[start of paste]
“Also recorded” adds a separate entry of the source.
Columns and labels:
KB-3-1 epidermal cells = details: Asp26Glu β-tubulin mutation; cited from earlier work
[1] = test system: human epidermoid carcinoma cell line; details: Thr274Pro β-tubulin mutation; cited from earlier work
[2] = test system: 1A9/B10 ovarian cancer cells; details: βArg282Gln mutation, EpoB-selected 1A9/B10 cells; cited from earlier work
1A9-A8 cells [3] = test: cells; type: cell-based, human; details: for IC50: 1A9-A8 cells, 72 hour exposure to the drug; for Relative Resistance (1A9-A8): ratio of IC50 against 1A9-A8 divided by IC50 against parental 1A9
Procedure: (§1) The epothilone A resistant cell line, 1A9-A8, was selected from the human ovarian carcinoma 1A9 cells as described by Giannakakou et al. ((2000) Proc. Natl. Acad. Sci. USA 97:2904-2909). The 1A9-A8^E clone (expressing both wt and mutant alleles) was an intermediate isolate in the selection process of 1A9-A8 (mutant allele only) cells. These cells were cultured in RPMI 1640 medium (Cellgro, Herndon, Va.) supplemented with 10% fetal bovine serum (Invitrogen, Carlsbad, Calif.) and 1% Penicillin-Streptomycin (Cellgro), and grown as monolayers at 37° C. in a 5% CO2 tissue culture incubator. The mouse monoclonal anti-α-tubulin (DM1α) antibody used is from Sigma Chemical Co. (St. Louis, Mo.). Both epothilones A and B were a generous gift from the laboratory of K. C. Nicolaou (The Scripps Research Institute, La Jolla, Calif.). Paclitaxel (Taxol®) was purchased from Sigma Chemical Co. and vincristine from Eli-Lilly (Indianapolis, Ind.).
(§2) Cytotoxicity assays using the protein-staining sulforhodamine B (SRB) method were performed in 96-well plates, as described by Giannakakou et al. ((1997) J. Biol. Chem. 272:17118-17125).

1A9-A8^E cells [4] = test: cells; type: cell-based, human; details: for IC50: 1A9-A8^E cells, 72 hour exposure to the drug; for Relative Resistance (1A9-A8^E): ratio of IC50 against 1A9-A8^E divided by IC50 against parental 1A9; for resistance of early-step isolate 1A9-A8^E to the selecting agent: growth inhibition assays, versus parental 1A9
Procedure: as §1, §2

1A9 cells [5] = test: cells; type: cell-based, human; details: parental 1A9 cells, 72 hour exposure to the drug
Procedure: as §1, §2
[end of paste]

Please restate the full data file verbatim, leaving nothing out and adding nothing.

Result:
“Also recorded” adds a separate entry of the source.
Columns and labels:
KB-3-1 epidermal cells = details: Asp26Glu β-tubulin mutation; cited from earlier work
[1] = test system: human epidermoid carcinoma cell line; details: Thr274Pro β-tubulin mutation; cited from earlier work
[2] = test system: 1A9/B10 ovarian cancer cells; details: βArg282Gln mutation, EpoB-selected 1A9/B10 cells; cited from earlier work
1A9-A8 cells [3] = test: cells; type: cell-based, human; details: for IC50: 1A9-A8 cells, 72 hour exposure to the drug; for Relative Resistance (1A9-A8): ratio of IC50 against 1A9-A8 divided by IC50 against parental 1A9
Procedure: (§1) The epothilone A resistant cell line, 1A9-A8, was selected from the human ovarian carcinoma 1A9 cells as described by Giannakakou et al. ((2000) Proc. Natl. Acad. Sci. USA 97:2904-2909). The 1A9-A8^E clone (expressing both wt and mutant alleles) was an intermediate isolate in the selection process of 1A9-A8 (mutant allele only) cells. These cells were cultured in RPMI 1640 medium (Cellgro, Herndon, Va.) supplemented with 10% fetal bovine serum (Invitrogen, Carlsbad, Calif.) and 1% Penicillin-Streptomycin (Cellgro), and grown as monolayers at 37° C. in a 5% CO2 tissue culture incubator. The mouse monoclonal anti-α-tubulin (DM1α) antibody used is from Sigma Chemical Co. (St. Louis, Mo.). Both epothilones A and B were a generous gift from the laboratory of K. C. Nicolaou (The Scripps Research Institute, La Jolla, Calif.). Paclitaxel (Taxol®) was purchased from Sigma Chemical Co. and vincristine from Eli-Lilly (Indianapolis, Ind.).
(§2) Cytotoxicity assays using the protein-staining sulforhodamine B (SRB) method were performed in 96-well plates, as described by Giannakakou et al. ((1997) J. Biol. Chem. 272:17118-17125).

1A9-A8^E cells [4] = test: cells; type: cell-based, human; details: for IC50: 1A9-A8^E cells, 72 hour exposure to the drug; for Relative Resistance (1A9-A8^E): ratio of IC50 against 1A9-A8^E divided by IC50 against parental 1A9; for resistance of early-step isolate 1A9-A8^E to the selecting agent: growth inhibition assays, versus parental 1A9
Procedure: as §1, §2

1A9 cells [5] = test: cells; type: cell-based, human; details: parental 1A9 cells, 72 hour exposure to the drug
Procedure: as §1, §2